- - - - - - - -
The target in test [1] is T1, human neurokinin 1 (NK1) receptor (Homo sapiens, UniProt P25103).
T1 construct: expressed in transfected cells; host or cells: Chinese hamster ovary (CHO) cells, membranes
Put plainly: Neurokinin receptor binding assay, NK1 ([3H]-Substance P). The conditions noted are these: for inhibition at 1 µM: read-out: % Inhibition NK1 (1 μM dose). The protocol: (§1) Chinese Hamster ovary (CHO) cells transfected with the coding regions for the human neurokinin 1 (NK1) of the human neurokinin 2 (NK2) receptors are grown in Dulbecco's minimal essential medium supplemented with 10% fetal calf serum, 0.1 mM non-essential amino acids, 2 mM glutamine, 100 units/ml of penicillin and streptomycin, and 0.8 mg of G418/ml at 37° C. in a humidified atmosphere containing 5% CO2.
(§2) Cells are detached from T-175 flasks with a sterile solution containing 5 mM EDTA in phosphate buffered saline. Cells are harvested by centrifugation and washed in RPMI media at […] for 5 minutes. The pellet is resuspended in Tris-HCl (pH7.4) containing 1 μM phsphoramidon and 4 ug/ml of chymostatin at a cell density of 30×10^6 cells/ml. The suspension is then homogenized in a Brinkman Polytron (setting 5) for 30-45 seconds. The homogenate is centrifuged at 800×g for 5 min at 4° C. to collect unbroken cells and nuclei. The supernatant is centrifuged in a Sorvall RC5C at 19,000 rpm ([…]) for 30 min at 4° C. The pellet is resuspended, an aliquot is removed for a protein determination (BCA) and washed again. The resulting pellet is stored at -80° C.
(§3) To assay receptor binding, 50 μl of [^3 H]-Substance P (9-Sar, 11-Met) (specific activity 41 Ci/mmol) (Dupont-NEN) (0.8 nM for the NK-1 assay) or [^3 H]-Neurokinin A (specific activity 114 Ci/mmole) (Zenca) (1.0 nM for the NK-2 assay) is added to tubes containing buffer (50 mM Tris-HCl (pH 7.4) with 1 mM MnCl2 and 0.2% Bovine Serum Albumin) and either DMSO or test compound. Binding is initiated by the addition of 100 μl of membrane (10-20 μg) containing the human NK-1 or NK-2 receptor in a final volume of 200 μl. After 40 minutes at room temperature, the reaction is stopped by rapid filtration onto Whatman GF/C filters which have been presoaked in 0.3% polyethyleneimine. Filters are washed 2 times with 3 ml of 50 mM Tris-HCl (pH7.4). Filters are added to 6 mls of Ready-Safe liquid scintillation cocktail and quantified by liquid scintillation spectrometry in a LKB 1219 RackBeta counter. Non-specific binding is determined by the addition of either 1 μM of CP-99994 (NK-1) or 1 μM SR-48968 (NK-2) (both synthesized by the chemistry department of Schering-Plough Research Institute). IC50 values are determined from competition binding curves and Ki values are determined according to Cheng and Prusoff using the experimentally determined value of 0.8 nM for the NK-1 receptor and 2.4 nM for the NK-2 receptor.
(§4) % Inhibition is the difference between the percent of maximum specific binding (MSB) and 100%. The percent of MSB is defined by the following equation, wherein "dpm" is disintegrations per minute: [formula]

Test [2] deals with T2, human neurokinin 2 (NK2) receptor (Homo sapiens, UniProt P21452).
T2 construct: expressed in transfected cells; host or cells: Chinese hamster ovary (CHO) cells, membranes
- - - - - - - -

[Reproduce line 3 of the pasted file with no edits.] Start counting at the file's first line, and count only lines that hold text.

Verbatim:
Put plainly: Neurokinin receptor binding assay, NK1 ([3H]-Substance P). The conditions noted are these: for inhibition at 1 µM: read-out: % Inhibition NK1 (1 μM dose). The protocol: (§1) Chinese Hamster ovary (CHO) cells transfected with the coding regions for the human neurokinin 1 (NK1) of the human neurokinin 2 (NK2) receptors are grown in Dulbecco's minimal essential medium supplemented with 10% fetal calf serum, 0.1 mM non-essential amino acids, 2 mM glutamine, 100 units/ml of penicillin and streptomycin, and 0.8 mg of G418/ml at 37° C. in a humidified atmosphere containing 5% CO2.